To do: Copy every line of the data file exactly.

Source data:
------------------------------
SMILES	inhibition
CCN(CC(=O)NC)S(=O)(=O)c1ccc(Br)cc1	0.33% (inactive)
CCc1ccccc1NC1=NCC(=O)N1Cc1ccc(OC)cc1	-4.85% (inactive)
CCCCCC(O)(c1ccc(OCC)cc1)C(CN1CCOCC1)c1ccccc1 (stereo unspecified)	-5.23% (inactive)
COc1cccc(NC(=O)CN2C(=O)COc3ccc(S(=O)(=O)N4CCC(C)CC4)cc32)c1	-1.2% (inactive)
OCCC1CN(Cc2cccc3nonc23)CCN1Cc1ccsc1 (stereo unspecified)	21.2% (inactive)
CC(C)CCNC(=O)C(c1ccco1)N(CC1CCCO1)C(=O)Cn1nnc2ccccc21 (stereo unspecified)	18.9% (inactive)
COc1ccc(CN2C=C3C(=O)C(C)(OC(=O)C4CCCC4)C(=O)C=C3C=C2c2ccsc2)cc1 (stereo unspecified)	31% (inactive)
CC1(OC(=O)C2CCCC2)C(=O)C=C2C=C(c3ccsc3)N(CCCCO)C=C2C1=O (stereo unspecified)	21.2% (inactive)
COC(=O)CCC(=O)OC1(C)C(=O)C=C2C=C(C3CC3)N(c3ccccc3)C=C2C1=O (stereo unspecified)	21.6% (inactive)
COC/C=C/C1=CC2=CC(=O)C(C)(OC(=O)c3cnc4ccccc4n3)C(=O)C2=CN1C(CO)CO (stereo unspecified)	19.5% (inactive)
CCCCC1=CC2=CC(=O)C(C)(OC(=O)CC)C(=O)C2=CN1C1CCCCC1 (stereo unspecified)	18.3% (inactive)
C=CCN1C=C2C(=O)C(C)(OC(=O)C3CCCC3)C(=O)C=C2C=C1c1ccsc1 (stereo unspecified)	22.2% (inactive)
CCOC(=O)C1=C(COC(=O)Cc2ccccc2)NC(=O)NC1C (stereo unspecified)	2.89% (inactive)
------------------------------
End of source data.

SMILES	inhibition
CCN(CC(=O)NC)S(=O)(=O)c1ccc(Br)cc1	0.33% (inactive)
CCc1ccccc1NC1=NCC(=O)N1Cc1ccc(OC)cc1	-4.85% (inactive)
CCCCCC(O)(c1ccc(OCC)cc1)C(CN1CCOCC1)c1ccccc1 (stereo unspecified)	-5.23% (inactive)
COc1cccc(NC(=O)CN2C(=O)COc3ccc(S(=O)(=O)N4CCC(C)CC4)cc32)c1	-1.2% (inactive)
OCCC1CN(Cc2cccc3nonc23)CCN1Cc1ccsc1 (stereo unspecified)	21.2% (inactive)
CC(C)CCNC(=O)C(c1ccco1)N(CC1CCCO1)C(=O)Cn1nnc2ccccc21 (stereo unspecified)	18.9% (inactive)
COc1ccc(CN2C=C3C(=O)C(C)(OC(=O)C4CCCC4)C(=O)C=C3C=C2c2ccsc2)cc1 (stereo unspecified)	31% (inactive)
CC1(OC(=O)C2CCCC2)C(=O)C=C2C=C(c3ccsc3)N(CCCCO)C=C2C1=O (stereo unspecified)	21.2% (inactive)
COC(=O)CCC(=O)OC1(C)C(=O)C=C2C=C(C3CC3)N(c3ccccc3)C=C2C1=O (stereo unspecified)	21.6% (inactive)
COC/C=C/C1=CC2=CC(=O)C(C)(OC(=O)c3cnc4ccccc4n3)C(=O)C2=CN1C(CO)CO (stereo unspecified)	19.5% (inactive)
CCCCC1=CC2=CC(=O)C(C)(OC(=O)CC)C(=O)C2=CN1C1CCCCC1 (stereo unspecified)	18.3% (inactive)
C=CCN1C=C2C(=O)C(C)(OC(=O)C3CCCC3)C(=O)C=C2C=C1c1ccsc1 (stereo unspecified)	22.2% (inactive)
CCOC(=O)C1=C(COC(=O)Cc2ccccc2)NC(=O)NC1C (stereo unspecified)	2.89% (inactive)